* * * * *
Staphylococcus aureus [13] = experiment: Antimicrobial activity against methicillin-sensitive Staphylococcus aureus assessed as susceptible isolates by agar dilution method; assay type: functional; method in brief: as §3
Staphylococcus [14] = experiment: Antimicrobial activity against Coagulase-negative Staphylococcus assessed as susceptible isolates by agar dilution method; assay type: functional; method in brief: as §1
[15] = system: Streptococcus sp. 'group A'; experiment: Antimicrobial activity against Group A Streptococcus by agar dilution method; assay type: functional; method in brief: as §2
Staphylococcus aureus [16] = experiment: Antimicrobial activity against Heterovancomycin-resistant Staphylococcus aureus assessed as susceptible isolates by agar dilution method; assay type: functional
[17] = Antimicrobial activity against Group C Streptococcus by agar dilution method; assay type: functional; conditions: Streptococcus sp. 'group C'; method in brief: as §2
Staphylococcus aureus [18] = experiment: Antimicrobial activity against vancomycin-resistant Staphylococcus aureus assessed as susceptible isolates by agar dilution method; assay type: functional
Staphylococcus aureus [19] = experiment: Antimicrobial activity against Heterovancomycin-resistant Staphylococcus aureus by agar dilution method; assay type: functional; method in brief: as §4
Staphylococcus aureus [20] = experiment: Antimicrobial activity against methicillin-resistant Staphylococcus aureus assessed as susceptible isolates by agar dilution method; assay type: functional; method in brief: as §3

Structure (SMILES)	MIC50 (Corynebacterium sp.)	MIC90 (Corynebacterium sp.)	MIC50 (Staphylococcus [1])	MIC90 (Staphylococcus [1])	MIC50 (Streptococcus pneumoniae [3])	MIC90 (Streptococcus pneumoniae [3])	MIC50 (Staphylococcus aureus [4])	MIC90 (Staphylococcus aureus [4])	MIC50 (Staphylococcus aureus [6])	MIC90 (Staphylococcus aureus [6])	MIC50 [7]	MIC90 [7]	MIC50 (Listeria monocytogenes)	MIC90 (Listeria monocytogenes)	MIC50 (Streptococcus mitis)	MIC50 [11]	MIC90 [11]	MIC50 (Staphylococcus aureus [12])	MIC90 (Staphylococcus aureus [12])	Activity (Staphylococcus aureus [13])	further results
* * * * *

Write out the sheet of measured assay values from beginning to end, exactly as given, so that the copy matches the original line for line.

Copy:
Staphylococcus aureus [13] = experiment: Antimicrobial activity against methicillin-sensitive Staphylococcus aureus assessed as susceptible isolates by agar dilution method; assay type: functional; method in brief: as §3
Staphylococcus [14] = experiment: Antimicrobial activity against Coagulase-negative Staphylococcus assessed as susceptible isolates by agar dilution method; assay type: functional; method in brief: as §1
[15] = system: Streptococcus sp. 'group A'; experiment: Antimicrobial activity against Group A Streptococcus by agar dilution method; assay type: functional; method in brief: as §2
Staphylococcus aureus [16] = experiment: Antimicrobial activity against Heterovancomycin-resistant Staphylococcus aureus assessed as susceptible isolates by agar dilution method; assay type: functional
[17] = Antimicrobial activity against Group C Streptococcus by agar dilution method; assay type: functional; conditions: Streptococcus sp. 'group C'; method in brief: as §2
Staphylococcus aureus [18] = experiment: Antimicrobial activity against vancomycin-resistant Staphylococcus aureus assessed as susceptible isolates by agar dilution method; assay type: functional
Staphylococcus aureus [19] = experiment: Antimicrobial activity against Heterovancomycin-resistant Staphylococcus aureus by agar dilution method; assay type: functional; method in brief: as §4
Staphylococcus aureus [20] = experiment: Antimicrobial activity against methicillin-resistant Staphylococcus aureus assessed as susceptible isolates by agar dilution method; assay type: functional; method in brief: as §3

Structure (SMILES)	MIC50 (Corynebacterium sp.)	MIC90 (Corynebacterium sp.)	MIC50 (Staphylococcus [1])	MIC90 (Staphylococcus [1])	MIC50 (Streptococcus pneumoniae [3])	MIC90 (Streptococcus pneumoniae [3])	MIC50 (Staphylococcus aureus [4])	MIC90 (Staphylococcus aureus [4])	MIC50 (Staphylococcus aureus [6])	MIC90 (Staphylococcus aureus [6])	MIC50 [7]	MIC90 [7]	MIC50 (Listeria monocytogenes)	MIC90 (Listeria monocytogenes)	MIC50 (Streptococcus mitis)	MIC50 [11]	MIC90 [11]	MIC50 (Staphylococcus aureus [12])	MIC90 (Staphylococcus aureus [12])	Activity (Staphylococcus aureus [13])	further results